Originally Posted by

**mastermind2007** Hi enriquestefanini,

well, by the definition of a function $\displaystyle f: G \rightarrow H $, and you have g $\displaystyle \in$ G,

then there is at most **one** image f(g) = h $\displaystyle \in$ H (there cannot be two distinct elements of H being

the image of g, since this would be in contrary to the definition of a function).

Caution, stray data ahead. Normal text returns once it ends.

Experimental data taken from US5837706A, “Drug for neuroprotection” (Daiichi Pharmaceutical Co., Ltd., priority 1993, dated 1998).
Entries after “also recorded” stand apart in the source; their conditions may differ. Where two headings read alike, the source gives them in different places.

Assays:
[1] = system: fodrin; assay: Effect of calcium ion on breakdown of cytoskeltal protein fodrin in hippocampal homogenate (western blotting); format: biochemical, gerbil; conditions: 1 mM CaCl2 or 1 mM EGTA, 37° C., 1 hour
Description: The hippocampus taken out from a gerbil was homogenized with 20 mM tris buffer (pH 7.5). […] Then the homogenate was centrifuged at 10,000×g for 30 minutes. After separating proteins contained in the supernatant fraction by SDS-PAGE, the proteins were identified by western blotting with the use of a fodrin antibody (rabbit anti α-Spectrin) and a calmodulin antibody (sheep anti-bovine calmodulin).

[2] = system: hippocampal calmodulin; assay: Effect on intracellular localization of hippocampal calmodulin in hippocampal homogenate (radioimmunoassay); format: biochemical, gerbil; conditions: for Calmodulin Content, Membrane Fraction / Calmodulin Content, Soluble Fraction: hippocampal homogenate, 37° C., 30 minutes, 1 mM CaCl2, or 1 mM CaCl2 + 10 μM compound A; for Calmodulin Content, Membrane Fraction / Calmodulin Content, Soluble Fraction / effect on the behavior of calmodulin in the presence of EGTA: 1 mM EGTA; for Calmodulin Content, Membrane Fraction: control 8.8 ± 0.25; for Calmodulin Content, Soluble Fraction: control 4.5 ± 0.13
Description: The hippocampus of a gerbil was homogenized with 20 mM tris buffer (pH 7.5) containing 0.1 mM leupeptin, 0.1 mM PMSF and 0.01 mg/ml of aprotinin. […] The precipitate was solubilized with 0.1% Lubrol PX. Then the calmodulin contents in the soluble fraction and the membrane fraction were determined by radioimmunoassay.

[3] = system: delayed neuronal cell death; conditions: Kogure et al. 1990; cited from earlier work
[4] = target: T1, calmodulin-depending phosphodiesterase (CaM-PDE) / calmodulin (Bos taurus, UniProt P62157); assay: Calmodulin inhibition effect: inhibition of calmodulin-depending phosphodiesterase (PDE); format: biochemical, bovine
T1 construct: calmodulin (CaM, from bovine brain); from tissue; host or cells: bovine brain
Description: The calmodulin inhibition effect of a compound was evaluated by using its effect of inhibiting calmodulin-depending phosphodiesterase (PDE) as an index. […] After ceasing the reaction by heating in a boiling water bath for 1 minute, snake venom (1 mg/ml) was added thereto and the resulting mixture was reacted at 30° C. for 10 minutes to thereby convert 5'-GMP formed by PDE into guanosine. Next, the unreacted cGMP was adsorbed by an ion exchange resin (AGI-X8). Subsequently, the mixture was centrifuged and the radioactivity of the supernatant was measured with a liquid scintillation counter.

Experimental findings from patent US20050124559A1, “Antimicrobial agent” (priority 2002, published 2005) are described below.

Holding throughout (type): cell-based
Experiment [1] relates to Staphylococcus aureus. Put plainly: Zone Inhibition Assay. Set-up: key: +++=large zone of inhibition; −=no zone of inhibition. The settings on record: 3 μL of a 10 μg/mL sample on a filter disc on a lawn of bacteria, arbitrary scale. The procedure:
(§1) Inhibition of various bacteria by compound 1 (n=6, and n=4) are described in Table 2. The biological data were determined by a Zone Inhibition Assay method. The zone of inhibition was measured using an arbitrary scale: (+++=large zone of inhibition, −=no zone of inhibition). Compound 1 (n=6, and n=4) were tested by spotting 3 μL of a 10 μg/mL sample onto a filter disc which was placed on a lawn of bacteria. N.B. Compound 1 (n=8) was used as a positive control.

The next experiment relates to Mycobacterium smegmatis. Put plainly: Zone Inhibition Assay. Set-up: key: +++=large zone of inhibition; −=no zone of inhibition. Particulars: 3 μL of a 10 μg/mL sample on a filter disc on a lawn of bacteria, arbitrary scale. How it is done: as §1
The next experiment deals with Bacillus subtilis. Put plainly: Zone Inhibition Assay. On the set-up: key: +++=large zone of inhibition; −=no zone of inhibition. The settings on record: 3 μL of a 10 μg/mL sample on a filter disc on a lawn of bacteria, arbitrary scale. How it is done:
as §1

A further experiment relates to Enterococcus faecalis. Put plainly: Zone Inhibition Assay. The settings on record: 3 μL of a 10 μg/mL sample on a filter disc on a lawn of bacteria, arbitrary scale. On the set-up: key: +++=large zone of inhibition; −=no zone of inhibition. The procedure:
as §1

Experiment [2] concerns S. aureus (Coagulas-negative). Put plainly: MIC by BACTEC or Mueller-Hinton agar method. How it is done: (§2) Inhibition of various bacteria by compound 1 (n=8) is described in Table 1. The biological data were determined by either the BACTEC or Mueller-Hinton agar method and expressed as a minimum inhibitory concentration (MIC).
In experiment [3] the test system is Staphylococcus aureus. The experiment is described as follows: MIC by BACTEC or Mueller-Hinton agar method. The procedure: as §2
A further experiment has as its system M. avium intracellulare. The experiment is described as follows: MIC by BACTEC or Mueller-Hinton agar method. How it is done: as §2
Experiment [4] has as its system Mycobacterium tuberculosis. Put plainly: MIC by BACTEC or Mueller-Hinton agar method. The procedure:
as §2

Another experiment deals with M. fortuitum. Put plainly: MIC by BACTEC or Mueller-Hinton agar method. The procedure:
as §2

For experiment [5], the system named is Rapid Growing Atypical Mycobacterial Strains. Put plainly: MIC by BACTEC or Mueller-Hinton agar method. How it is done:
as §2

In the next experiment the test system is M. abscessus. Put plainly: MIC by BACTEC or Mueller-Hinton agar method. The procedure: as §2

So if you have at least two elements in the image of f, e.g. $\displaystyle im(f) = \{h_1 , h_2\} $, then

you have at least two different elements of G. Then it follows that M cannot be 1 alone, since if it was,

there would be only **one** element in f(M).

Further, the image f(N) $\displaystyle \subset $ H.

Is that clear to you now?